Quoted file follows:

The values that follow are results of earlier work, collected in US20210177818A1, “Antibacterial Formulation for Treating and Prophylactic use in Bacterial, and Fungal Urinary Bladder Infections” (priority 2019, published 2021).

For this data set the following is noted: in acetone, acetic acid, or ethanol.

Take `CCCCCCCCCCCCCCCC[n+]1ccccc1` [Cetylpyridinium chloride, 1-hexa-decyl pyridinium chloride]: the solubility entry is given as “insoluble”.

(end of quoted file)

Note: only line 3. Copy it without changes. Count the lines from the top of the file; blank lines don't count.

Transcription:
Take `CCCCCCCCCCCCCCCC[n+]1ccccc1` [Cetylpyridinium chloride, 1-hexa-decyl pyridinium chloride]: the solubility entry is given as “insoluble”.